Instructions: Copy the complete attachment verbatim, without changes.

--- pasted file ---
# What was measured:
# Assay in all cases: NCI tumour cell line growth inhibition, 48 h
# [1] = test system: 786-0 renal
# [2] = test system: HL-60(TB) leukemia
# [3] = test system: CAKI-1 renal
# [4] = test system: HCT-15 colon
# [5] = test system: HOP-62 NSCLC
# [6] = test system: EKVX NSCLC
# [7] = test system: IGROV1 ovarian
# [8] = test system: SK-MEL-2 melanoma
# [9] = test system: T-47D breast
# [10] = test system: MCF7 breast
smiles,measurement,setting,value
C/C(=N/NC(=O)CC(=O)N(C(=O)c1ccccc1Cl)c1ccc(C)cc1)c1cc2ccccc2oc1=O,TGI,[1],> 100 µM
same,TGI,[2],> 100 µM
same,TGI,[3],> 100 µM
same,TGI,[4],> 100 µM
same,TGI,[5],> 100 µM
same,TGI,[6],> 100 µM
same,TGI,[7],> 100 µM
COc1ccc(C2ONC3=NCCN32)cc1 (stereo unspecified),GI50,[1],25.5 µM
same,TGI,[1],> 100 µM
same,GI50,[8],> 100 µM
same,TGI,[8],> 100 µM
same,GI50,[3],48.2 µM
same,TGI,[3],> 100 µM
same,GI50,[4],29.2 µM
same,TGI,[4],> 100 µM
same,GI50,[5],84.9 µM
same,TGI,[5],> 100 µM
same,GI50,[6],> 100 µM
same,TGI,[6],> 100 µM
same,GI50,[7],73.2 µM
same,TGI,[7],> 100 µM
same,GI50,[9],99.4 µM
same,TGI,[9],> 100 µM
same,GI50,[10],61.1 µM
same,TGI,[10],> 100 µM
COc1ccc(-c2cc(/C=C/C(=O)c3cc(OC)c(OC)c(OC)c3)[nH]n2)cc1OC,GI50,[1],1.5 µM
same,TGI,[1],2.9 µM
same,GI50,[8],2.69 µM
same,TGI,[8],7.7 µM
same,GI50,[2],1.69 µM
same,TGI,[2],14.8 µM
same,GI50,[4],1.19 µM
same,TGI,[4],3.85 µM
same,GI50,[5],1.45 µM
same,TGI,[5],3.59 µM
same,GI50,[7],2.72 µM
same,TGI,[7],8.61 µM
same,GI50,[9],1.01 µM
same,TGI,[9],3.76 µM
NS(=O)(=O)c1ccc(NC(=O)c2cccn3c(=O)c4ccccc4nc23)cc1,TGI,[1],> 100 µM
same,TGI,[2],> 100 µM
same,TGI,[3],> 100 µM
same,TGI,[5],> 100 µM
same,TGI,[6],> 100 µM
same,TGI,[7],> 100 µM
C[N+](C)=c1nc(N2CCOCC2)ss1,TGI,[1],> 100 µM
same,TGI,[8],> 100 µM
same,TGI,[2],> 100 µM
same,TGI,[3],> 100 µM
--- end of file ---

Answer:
# What was measured:
# Assay in all cases: NCI tumour cell line growth inhibition, 48 h
# [1] = test system: 786-0 renal
# [2] = test system: HL-60(TB) leukemia
# [3] = test system: CAKI-1 renal
# [4] = test system: HCT-15 colon
# [5] = test system: HOP-62 NSCLC
# [6] = test system: EKVX NSCLC
# [7] = test system: IGROV1 ovarian
# [8] = test system: SK-MEL-2 melanoma
# [9] = test system: T-47D breast
# [10] = test system: MCF7 breast
smiles,measurement,setting,value
C/C(=N/NC(=O)CC(=O)N(C(=O)c1ccccc1Cl)c1ccc(C)cc1)c1cc2ccccc2oc1=O,TGI,[1],> 100 µM
same,TGI,[2],> 100 µM
same,TGI,[3],> 100 µM
same,TGI,[4],> 100 µM
same,TGI,[5],> 100 µM
same,TGI,[6],> 100 µM
same,TGI,[7],> 100 µM
COc1ccc(C2ONC3=NCCN32)cc1 (stereo unspecified),GI50,[1],25.5 µM
same,TGI,[1],> 100 µM
same,GI50,[8],> 100 µM
same,TGI,[8],> 100 µM
same,GI50,[3],48.2 µM
same,TGI,[3],> 100 µM
same,GI50,[4],29.2 µM
same,TGI,[4],> 100 µM
same,GI50,[5],84.9 µM
same,TGI,[5],> 100 µM
same,GI50,[6],> 100 µM
same,TGI,[6],> 100 µM
same,GI50,[7],73.2 µM
same,TGI,[7],> 100 µM
same,GI50,[9],99.4 µM
same,TGI,[9],> 100 µM
same,GI50,[10],61.1 µM
same,TGI,[10],> 100 µM
COc1ccc(-c2cc(/C=C/C(=O)c3cc(OC)c(OC)c(OC)c3)[nH]n2)cc1OC,GI50,[1],1.5 µM
same,TGI,[1],2.9 µM
same,GI50,[8],2.69 µM
same,TGI,[8],7.7 µM
same,GI50,[2],1.69 µM
same,TGI,[2],14.8 µM
same,GI50,[4],1.19 µM
same,TGI,[4],3.85 µM
same,GI50,[5],1.45 µM
same,TGI,[5],3.59 µM
same,GI50,[7],2.72 µM
same,TGI,[7],8.61 µM
same,GI50,[9],1.01 µM
same,TGI,[9],3.76 µM
NS(=O)(=O)c1ccc(NC(=O)c2cccn3c(=O)c4ccccc4nc23)cc1,TGI,[1],> 100 µM
same,TGI,[2],> 100 µM
same,TGI,[3],> 100 µM
same,TGI,[5],> 100 µM
same,TGI,[6],> 100 µM
same,TGI,[7],> 100 µM
C[N+](C)=c1nc(N2CCOCC2)ss1,TGI,[1],> 100 µM
same,TGI,[8],> 100 µM
same,TGI,[2],> 100 µM
same,TGI,[3],> 100 µM